- Coronary bypass surgery. This open-heart surgery improves blood flow to the heart. It may be done if your ventricular fibrillation was caused by coronary artery disease. During bypass surgery, the surgeon takes a healthy blood vessel from your leg, arm or chest and connects it below and above the blocked arteries in your heart. This creates a new pathway for blood to flow through.
Explore Mayo Clinic studies testing new treatments, interventions and tests as a means to prevent, detect, treat or manage this condition.
Lifestyle and home remedies
Lifestyle changes that help keep your heart as healthy as possible include the following:
- Eat a healthy diet. Heart-healthy foods include fruits, vegetables and whole grains, as well as lean protein sources such as soy, beans, nuts, fish, skinless poultry and low-fat dairy products. Avoid added salt (sodium), added sugars and saturated fats.
- Exercise regularly. Get at least 150 minutes of moderate aerobic activity or 75 minutes of vigorous aerobic activity a week, or a combination of moderate and vigorous activity. The guidelines suggest that you spread out this exercise during the course of a week.
- Don't smoke. If you need help quitting, talk with your doctor about strategies to help.
- Keep your blood pressure and cholesterol levels in a healthy range. Maintaining a healthy body weight can help control blood pressure and cholesterol. Take medications as prescribed to manage high blood pressure or high cholesterol.
- Limit alcohol. Too much alcohol can damage your heart. If you choose to drink alcohol, do so in moderation. For healthy adults, that means up to one drink a day for women and up to two drinks a day for men.
- Get regular checkups. Take your medications as prescribed and have regular follow-up appointments with your doctor. Tell your doctor if your symptoms worsen.
Coping and support
Some abnormal heart rhythms can be triggered by emotional stress. Taking steps to ease stress and anxiety can help keep your heart healthy.
Some types of complementary and alternative therapies may help reduce stress, such as:
- Relaxation or mindfulness techniques
Getting support from your loved ones also is key to managing stress.
June 02, 2021
- Anderson RD, et al. Catheter ablation of ventricular fibrillation. Heart, Lung & Circulation. 2019; doi:10.1016/j.hlc.2018.09.005.
- Podrid PJ, et al. Ventricular arrhythmias during acute myocardial infarction: Incidence, mechanisms, and clinical features. https://www.uptodate.com/contents/search. Accessed April 5, 2021.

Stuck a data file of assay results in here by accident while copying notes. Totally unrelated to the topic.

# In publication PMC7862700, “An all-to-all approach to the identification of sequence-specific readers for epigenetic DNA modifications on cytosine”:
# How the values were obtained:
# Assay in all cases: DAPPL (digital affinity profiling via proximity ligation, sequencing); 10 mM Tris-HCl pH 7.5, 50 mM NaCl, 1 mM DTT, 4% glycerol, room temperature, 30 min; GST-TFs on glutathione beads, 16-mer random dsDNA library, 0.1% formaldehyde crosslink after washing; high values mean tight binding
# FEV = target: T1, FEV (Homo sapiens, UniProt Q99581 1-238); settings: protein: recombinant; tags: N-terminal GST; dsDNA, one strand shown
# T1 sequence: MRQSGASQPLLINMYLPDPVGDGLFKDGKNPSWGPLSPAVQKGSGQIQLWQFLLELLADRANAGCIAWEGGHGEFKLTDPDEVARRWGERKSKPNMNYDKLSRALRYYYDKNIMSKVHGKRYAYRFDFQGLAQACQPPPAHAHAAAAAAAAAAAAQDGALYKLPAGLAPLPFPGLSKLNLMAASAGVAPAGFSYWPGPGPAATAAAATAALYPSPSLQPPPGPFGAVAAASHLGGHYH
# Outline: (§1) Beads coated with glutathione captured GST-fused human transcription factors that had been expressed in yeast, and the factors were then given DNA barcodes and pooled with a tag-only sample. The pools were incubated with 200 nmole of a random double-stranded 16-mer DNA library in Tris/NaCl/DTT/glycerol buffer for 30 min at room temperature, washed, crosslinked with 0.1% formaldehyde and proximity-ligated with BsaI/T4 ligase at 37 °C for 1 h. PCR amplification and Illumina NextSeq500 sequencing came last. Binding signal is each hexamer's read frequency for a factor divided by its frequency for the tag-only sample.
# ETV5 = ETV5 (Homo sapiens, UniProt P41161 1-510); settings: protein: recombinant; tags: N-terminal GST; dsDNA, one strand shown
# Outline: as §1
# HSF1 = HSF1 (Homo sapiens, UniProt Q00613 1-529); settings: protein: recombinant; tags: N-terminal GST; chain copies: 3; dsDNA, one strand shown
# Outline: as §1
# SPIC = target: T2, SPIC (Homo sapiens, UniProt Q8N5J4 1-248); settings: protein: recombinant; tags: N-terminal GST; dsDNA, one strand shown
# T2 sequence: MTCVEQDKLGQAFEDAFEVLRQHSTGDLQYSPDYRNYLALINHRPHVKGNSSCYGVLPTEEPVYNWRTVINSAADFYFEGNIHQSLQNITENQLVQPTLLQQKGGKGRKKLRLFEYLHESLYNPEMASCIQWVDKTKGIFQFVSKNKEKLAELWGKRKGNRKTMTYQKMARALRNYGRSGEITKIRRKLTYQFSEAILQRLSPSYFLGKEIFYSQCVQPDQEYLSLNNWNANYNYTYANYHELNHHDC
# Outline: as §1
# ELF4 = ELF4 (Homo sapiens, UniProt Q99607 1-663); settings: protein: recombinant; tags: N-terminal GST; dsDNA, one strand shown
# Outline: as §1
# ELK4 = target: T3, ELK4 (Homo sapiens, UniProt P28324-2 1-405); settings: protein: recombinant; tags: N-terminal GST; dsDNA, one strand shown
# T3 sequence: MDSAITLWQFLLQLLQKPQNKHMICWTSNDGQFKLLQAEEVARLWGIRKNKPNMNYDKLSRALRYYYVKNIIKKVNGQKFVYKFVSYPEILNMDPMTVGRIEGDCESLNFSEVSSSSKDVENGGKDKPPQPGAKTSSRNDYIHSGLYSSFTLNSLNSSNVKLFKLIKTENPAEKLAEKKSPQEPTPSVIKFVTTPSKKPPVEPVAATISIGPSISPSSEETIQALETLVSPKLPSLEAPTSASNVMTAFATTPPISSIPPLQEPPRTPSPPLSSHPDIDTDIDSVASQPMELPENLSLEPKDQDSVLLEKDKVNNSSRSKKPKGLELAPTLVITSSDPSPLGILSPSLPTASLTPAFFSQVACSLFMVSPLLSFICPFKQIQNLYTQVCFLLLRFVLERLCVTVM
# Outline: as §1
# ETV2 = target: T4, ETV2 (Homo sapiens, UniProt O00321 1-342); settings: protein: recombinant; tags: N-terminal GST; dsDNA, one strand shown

- Rethinking drinking: How much is too much? National Institute on Alcohol Abuse and Alcoholism. https://www.rethinkingdrinking.niaaa.nih.gov/How-much-is-too-much/Is-your-drinking-pattern-risky/Drinking-Levels.aspx. Accessed April 5, 2021.
- How the heart works. National Heart, Lung, and Blood Institute. https://www.nhlbi.nih.gov/health-topics/how-heart-works. Accessed April 5, 2021.
- Goldman L, et al., eds. Ventricular arrhythmias. In: Goldman-Cecil Medicine. 26th ed. Elsevier; 2020. https://www.clinicalkey.com. Accessed April 5, 2021.
- Bonow RO, et al., eds. Ventricular arrhythmias. In: Braunwald's Heart Disease: A Textbook of Cardiovascular Medicine. 11th ed. Elsevier; 2019. https://www.clinicalkey.com. Accessed April 5, 2021.
- Ferri FF. Ventricular fibrillation. In: Ferri's Clinical Advisor 2021. Elsevier; 2021. https://www.clinicalkey.com. Accessed April 5, 2021.
- Physical Activity Guidelines for Americans. 2nd ed. U.S. Department of Health and Human Services. https://health.gov/our-work/physical-activity/current-guidelines. Accessed April 5, 2021.
- What is an automated external defibrillator? American Heart Association. https://www.heart.org/en/health-topics/cardiac-arrest/cardiac-arrest-tools--resources. Accessed April 5, 2021.
- Highlights of the 2020 AHA guidelines update for CPR and ECC. American Heart Association. https://cpr.heart.org/en/resuscitation-science/cpr-and-ecc-guidelines. Accessed Jan. 28, 2021.
- Arrhythmia. National Heart, Lung, and Blood Institute. https://www.nhlbi.nih.gov/health-topics/arrhythmia. Accessed April 5, 2021.
- Goldberger AL, et al. Sudden cardiac arrest and sudden cardiac death syndromes. In: Goldberger's Clinical Electrocardiography: A Simplified Approach. 9th ed. Elsevier; 2018. https://www.clinicalkey.com. Accessed April 5, 2021.
- Bonow RO, et al., eds. Therapy for cardiac arrhythmias. In: Braunwald's Heart Disease: A Textbook of Cardiovascular Medicine. 11th ed. Elsevier; 2019. https://www.clinicalkey.com. Accessed Feb. 2, 2021.
- 2020-2025 Dietary Guidelines for Americans. U.S. Department of Health and Human Services and U.S. Department of Agriculture. https://www.dietaryguidelines.gov. Accessed April 6, 2021.
- Noseworthy PA (expert opinion). Mayo Clinic. April 14, 2021.